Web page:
What AP To Take For Engineering

Thinking about pursuing a career in engineering? Well, you don't have to wait until college before you start preparing!


Today's blog post will provide you with the AP (Advanced Placement) classes that you should be taking while in high school in order to set yourself up for a successful acceptance at a competitive college with a well-known engineering program.



In general, you should be aiming to enroll in the math and science APs that are offered at your high school. Depending on the type of engineering that you want to pursue, it will vary on what particular math or sciences you should sign up for.


However, once you are in college, the majority of the engineering students will be in challenging course loads that are filled with both math and science. In the interest of preparing yourself for these rigorous courses, here are the APs that you should be highly considering during high school.


Related: How I Study For An AP Class


AP Calculus

There are 2 types of AP Calculus courses that you can enroll in, AB or BC. Both are designed to be college-level calculus classes. In order to take either, the standard pre-requisite for both AB and BC is Pre-Calculus.


You have three potential options when it comes to AP Calculus:

  1. Take AB and BC Calculus as a sequence

  2. Take AB Calculus

  3. Skip AB and go directly to BC Calculus


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AP Calculus AB

You should think about taking AP Calculus AB if you believe that you have time in your schedule. This is a great recommendation for upperclassmen - juniors and seniors.


Calculus AB is designed to correspond to a college first-year calculus course concentrated on topics in differential and integral calculus.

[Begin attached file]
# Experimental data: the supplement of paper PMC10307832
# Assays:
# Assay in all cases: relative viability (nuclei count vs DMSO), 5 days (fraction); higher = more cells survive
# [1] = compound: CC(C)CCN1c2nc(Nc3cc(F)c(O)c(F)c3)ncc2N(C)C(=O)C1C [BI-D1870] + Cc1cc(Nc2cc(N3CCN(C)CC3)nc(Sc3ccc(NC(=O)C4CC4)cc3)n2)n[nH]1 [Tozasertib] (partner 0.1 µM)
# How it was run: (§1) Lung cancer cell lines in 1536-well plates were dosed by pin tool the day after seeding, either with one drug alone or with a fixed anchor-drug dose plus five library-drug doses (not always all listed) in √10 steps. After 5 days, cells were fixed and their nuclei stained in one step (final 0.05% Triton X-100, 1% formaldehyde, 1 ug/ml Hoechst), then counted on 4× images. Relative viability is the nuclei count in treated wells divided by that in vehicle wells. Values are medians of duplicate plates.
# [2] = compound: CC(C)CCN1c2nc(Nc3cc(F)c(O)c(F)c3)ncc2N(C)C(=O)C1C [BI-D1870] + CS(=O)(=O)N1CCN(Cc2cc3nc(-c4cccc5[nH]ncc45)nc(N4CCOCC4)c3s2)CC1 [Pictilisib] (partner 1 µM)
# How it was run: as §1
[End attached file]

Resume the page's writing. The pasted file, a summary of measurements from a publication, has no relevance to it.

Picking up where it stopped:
Topics include:

  • Limits and Continuity

  • Differentiation: Definition and Fundamental Properties

  • Differentiation: Composite, Implicit, and Inverse Functions

  • Contextual Applications of Differentiation

  • Analytical Applications of Differentiation

  • Integration and Accumulation of Change

  • Differential Equations

  • Applications of Integration


Source: AP Central

Related: AP Calculus AB Comprehensive Boost Class


AP Calculus BC

The AP Calculus BC should course should be considered after you have successfully mastered AP Calc AB. Although some high schools may offer AP Calc BC without requiring that you complete AP Calc AB prior, it is not recommended.


The AP Calc BC course is tricky and as such, high school seniors who have mastered AB Calc material are more better-suited for the curriculum. It is designed to be equivalent to both first and second-year college calculus courses.


You will learn and apply AB Calc skills towards parametrically defined curves, polar curves, and vector-valued functions, developing additional integration techniques and applications, and introduces the topics of sequences and series.


Topics include:

  • Limits and Continuity

  • Differentiation: Definition and Fundamental Properties

  • Differentiation: Composite, Implicit, and Inverse Functions

  • Contextual Applications of Differentiation

  • Analytical Applications of Differentiation

  • Integration and Accumulation of Change

  • Differential Equations

  • Applications of Integration

  • Parametric Equations, Polar Coordinates, and Vector-Valued Functions

  • Infinite Sequences and Series


Source: AP Central

Related: AP Calculus BC Comprehensive Boost Class


AP Physics

AP Physics 1: Algebra-based

This AP is an algebra-based, introductory, college-level physics course. It is designed so that any student can take the class without any prior physics knowledge or experience.


It is recommended that you should have at least mastered Geometry and are simultaneously taking Algebra II or an equivalent course.


Topics include:

  • Kinematics

  • Dynamics

  • Circular motion and gravitation

  • Energy

  • Momentum

  • Simple harmonic motion

  • Torque and rotational motion

  • Electric charge and electric force

  • DC circuits

  • Mechanical waves and sound


Source: AP Central

Related: AP Physics 1 Comprehensive Boost Class


AP Physics 2: Algebra-based

Similar to AP Physics 1, AP Physics 2 takes it up a notch. You will be diving into some more advanced concepts and topics than Physics 1.


Physics 2 is intended to be a second-year physics course, meaning it should ideally be taken after Physics 1 or any other first-year physics course. You should have taken or been concurrently taking Pre-Calculus or an equivalent class.


Topics include:

  • Fluids

  • Thermodynamics

  • Electrical force, field, and potential

  • Electric circuits

  • Magnetism and electromagnetic induction

  • Geometric and physical optics

  • Quantum, atomic, and nuclear physics


Source: AP Central


AP Physics C: Electricity and Magnetism